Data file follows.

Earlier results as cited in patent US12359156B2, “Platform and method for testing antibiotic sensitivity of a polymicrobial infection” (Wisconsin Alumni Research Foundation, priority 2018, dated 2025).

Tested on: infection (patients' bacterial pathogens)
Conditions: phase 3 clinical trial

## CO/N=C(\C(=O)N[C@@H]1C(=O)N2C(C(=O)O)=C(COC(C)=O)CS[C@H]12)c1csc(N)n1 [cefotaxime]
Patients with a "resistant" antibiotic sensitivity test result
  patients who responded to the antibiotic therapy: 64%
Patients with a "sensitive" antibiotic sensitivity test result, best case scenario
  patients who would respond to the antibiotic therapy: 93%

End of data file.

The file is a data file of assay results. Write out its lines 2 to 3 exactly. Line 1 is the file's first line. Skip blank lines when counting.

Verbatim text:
Tested on: infection (patients' bacterial pathogens)
Conditions: phase 3 clinical trial